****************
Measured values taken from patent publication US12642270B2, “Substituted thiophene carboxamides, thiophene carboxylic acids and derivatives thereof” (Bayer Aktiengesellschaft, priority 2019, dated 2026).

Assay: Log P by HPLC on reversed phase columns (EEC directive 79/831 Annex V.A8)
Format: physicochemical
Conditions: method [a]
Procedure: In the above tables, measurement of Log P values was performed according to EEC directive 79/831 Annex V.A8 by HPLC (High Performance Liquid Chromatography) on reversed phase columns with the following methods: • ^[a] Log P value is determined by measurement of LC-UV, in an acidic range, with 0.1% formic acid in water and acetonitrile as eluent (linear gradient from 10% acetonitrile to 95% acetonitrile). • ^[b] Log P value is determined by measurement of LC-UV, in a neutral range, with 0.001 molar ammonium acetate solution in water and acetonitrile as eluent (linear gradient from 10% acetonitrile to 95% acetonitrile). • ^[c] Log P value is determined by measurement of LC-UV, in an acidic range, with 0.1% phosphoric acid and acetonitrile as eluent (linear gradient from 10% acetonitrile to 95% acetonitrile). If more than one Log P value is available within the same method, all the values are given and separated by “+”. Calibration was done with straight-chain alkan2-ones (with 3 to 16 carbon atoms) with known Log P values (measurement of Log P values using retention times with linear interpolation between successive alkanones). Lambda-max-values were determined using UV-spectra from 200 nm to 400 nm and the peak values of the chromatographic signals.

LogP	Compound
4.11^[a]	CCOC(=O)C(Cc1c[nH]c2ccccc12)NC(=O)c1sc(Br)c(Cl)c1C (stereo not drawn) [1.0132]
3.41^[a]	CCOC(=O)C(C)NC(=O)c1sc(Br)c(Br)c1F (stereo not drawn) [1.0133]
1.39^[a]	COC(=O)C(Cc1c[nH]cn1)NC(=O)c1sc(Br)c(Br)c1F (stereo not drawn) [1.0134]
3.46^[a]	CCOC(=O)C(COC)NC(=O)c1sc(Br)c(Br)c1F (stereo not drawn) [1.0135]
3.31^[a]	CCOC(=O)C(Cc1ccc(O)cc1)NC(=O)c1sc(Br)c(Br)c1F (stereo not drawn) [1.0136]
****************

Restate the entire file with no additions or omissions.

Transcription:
Measured values taken from patent publication US12642270B2, “Substituted thiophene carboxamides, thiophene carboxylic acids and derivatives thereof” (Bayer Aktiengesellschaft, priority 2019, dated 2026).

Assay: Log P by HPLC on reversed phase columns (EEC directive 79/831 Annex V.A8)
Format: physicochemical
Conditions: method [a]
Procedure: In the above tables, measurement of Log P values was performed according to EEC directive 79/831 Annex V.A8 by HPLC (High Performance Liquid Chromatography) on reversed phase columns with the following methods: • ^[a] Log P value is determined by measurement of LC-UV, in an acidic range, with 0.1% formic acid in water and acetonitrile as eluent (linear gradient from 10% acetonitrile to 95% acetonitrile). • ^[b] Log P value is determined by measurement of LC-UV, in a neutral range, with 0.001 molar ammonium acetate solution in water and acetonitrile as eluent (linear gradient from 10% acetonitrile to 95% acetonitrile). • ^[c] Log P value is determined by measurement of LC-UV, in an acidic range, with 0.1% phosphoric acid and acetonitrile as eluent (linear gradient from 10% acetonitrile to 95% acetonitrile). If more than one Log P value is available within the same method, all the values are given and separated by “+”. Calibration was done with straight-chain alkan2-ones (with 3 to 16 carbon atoms) with known Log P values (measurement of Log P values using retention times with linear interpolation between successive alkanones). Lambda-max-values were determined using UV-spectra from 200 nm to 400 nm and the peak values of the chromatographic signals.

LogP	Compound
4.11^[a]	CCOC(=O)C(Cc1c[nH]c2ccccc12)NC(=O)c1sc(Br)c(Cl)c1C (stereo not drawn) [1.0132]
3.41^[a]	CCOC(=O)C(C)NC(=O)c1sc(Br)c(Br)c1F (stereo not drawn) [1.0133]
1.39^[a]	COC(=O)C(Cc1c[nH]cn1)NC(=O)c1sc(Br)c(Br)c1F (stereo not drawn) [1.0134]
3.46^[a]	CCOC(=O)C(COC)NC(=O)c1sc(Br)c(Br)c1F (stereo not drawn) [1.0135]
3.31^[a]	CCOC(=O)C(Cc1ccc(O)cc1)NC(=O)c1sc(Br)c(Br)c1F (stereo not drawn) [1.0136]